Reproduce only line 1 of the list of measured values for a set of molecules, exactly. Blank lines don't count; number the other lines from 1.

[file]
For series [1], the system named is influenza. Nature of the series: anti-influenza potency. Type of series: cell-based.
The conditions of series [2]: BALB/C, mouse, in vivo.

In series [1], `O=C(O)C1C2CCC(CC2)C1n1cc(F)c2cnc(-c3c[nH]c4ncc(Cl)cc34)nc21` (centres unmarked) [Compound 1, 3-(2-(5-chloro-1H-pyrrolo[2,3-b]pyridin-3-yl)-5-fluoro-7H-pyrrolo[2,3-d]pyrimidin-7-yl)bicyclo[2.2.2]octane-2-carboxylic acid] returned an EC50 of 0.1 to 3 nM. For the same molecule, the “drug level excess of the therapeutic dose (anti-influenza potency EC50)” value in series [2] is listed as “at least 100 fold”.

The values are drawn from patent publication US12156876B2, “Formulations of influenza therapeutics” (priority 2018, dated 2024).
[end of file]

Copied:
For series [1], the system named is influenza. Nature of the series: anti-influenza potency. Type of series: cell-based.